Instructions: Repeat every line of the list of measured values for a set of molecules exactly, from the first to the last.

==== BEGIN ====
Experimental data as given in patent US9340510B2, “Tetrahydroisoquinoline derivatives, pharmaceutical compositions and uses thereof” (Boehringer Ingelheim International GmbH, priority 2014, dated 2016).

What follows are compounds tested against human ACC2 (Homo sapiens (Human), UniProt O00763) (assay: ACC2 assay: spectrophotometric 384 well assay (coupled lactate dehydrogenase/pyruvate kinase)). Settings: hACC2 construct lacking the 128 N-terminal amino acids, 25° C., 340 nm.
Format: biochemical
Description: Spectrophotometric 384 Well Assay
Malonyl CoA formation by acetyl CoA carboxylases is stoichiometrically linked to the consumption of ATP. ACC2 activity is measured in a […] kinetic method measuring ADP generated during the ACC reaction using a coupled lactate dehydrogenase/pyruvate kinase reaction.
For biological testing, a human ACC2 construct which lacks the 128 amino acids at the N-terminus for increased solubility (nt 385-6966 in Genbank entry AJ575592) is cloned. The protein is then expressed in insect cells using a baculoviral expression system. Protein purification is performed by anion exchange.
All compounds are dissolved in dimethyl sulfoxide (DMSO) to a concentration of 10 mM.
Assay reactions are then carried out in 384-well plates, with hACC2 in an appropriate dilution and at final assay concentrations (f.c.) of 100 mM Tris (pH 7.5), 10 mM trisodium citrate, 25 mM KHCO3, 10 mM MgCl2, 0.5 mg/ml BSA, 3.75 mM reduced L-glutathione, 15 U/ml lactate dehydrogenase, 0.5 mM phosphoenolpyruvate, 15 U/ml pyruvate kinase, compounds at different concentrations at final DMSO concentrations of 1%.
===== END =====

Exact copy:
Experimental data as given in patent US9340510B2, “Tetrahydroisoquinoline derivatives, pharmaceutical compositions and uses thereof” (Boehringer Ingelheim International GmbH, priority 2014, dated 2016).

What follows are compounds tested against human ACC2 (Homo sapiens (Human), UniProt O00763) (assay: ACC2 assay: spectrophotometric 384 well assay (coupled lactate dehydrogenase/pyruvate kinase)). Settings: hACC2 construct lacking the 128 N-terminal amino acids, 25° C., 340 nm.
Format: biochemical
Description: Spectrophotometric 384 Well Assay
Malonyl CoA formation by acetyl CoA carboxylases is stoichiometrically linked to the consumption of ATP. ACC2 activity is measured in a […] kinetic method measuring ADP generated during the ACC reaction using a coupled lactate dehydrogenase/pyruvate kinase reaction.
For biological testing, a human ACC2 construct which lacks the 128 amino acids at the N-terminus for increased solubility (nt 385-6966 in Genbank entry AJ575592) is cloned. The protein is then expressed in insect cells using a baculoviral expression system. Protein purification is performed by anion exchange.
All compounds are dissolved in dimethyl sulfoxide (DMSO) to a concentration of 10 mM.
Assay reactions are then carried out in 384-well plates, with hACC2 in an appropriate dilution and at final assay concentrations (f.c.) of 100 mM Tris (pH 7.5), 10 mM trisodium citrate, 25 mM KHCO3, 10 mM MgCl2, 0.5 mg/ml BSA, 3.75 mM reduced L-glutathione, 15 U/ml lactate dehydrogenase, 0.5 mM phosphoenolpyruvate, 15 U/ml pyruvate kinase, compounds at different concentrations at final DMSO concentrations of 1%.